Emily and I met with Eryca for about an hour where we shared testimonies. I was impressed and inspired by Eryca’s story and how her parents raised her into her identity. She shines so freely! I shared our testimony of God’s faithfulness coming through for our wedding in September, and it was a golden-apple-timely-word of confirmation for Eryca and her family, that I had no idea they even needed! We had a wonderful time, I got to sing over her, and Holy Spirit was ridiculously heavy on all three of us.

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Best. Game. Ever.

After scrambling to get the rest of everything we needed for the retreat, it was go time. 5 o’ clock rolled around and kids started showing up, one by one. I was anxiously waiting for Levi to get off work and drive down to Vancouver, but in the meantime I ate dinner and played games with the kids, getting a chance to get acquainted with them.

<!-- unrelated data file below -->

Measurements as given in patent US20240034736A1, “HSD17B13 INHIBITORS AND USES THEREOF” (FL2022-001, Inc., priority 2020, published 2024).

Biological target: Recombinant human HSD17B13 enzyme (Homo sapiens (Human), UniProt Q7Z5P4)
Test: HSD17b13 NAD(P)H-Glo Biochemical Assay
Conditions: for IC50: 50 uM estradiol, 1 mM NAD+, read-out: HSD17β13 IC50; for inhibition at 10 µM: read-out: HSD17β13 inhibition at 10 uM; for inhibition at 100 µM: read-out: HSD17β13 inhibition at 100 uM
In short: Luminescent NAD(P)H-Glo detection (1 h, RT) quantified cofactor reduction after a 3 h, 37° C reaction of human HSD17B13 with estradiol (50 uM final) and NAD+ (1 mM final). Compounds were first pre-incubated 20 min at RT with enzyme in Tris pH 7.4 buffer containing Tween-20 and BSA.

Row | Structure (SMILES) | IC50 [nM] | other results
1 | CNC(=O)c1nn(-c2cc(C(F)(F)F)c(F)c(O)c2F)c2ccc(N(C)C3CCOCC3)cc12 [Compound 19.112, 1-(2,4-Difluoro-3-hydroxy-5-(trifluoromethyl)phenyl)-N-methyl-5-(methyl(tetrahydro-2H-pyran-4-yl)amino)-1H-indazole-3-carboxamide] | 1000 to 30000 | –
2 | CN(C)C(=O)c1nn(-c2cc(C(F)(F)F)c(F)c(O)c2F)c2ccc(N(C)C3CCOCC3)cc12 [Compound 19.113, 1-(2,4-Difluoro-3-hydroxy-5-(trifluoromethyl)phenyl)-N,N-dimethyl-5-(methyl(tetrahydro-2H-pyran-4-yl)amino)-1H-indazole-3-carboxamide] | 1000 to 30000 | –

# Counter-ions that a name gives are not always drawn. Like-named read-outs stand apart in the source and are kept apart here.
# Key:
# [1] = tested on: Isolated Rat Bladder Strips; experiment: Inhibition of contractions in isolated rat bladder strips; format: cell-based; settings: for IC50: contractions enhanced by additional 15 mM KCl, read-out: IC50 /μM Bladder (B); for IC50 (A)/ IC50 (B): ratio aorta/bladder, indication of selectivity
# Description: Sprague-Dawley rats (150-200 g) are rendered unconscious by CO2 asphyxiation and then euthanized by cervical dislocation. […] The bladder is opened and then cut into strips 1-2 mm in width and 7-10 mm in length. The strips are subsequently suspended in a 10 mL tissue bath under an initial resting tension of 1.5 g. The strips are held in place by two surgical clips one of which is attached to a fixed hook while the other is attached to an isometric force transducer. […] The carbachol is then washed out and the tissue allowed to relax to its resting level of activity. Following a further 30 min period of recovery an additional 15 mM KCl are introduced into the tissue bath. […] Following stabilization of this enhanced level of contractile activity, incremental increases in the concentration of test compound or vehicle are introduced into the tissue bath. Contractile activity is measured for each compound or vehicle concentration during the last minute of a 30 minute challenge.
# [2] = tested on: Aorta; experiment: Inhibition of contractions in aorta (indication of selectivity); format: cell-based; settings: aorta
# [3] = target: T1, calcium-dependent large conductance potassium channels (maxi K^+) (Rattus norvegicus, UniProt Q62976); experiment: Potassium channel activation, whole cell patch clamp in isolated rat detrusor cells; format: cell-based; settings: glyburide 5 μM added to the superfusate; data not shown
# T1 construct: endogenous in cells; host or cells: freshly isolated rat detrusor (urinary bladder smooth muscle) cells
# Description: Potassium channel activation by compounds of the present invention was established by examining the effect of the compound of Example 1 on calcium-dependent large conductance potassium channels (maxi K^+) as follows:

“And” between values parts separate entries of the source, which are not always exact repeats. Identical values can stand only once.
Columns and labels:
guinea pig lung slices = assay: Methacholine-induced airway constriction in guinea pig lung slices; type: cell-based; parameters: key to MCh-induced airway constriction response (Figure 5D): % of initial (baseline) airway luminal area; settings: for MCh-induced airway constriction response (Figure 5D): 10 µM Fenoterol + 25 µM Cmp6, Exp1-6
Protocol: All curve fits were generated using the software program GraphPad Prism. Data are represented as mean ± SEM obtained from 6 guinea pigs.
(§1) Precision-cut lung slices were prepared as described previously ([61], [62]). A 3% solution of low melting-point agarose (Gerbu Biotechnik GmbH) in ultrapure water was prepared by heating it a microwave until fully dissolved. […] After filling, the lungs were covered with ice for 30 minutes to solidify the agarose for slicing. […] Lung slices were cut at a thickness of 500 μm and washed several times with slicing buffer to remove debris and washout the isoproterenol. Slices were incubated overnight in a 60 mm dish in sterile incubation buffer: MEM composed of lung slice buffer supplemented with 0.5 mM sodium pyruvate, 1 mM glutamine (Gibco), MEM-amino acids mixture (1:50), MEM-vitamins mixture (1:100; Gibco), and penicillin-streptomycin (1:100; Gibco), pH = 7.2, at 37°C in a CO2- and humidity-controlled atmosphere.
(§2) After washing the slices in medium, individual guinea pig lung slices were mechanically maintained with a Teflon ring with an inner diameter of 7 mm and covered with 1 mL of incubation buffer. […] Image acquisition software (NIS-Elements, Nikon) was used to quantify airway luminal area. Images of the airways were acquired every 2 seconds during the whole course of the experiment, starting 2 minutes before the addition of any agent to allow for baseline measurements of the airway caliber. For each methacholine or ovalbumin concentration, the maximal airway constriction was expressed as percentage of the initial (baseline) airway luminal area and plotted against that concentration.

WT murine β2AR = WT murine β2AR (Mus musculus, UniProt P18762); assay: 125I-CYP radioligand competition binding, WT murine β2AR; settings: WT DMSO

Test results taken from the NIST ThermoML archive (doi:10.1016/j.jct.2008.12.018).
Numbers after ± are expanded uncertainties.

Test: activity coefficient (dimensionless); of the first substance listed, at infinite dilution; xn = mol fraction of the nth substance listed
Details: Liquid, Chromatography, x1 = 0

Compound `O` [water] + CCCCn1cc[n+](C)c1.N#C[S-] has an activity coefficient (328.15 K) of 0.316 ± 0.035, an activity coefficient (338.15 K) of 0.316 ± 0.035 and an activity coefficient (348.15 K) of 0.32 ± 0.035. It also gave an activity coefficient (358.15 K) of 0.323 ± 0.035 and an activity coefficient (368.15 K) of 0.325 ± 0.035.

I fell fast in love with all of them, particularly Sammy.
Sammy is thirteen years old. He is one of the most optimistic people I have ever met in my life. He’s affectionate, loves games, and absolutely LOVES praying when it’s time to bless a meal.

But if you saw a picture of him, that probably wouldn’t be the first conclusion you’d jump to. Sammy was diagnosed six months ago with bone cancer when a sports physical to clear him for football season revealed a tumor in his knee. Sammy has gone through 40 weeks of chemotherapy, and now that his hair is gone, he prides himself on bearing a close resemblance to Voldemort.

When we were getting in line for dinner, I was just behind him when he asked loudly, “Who wants to pray for me?”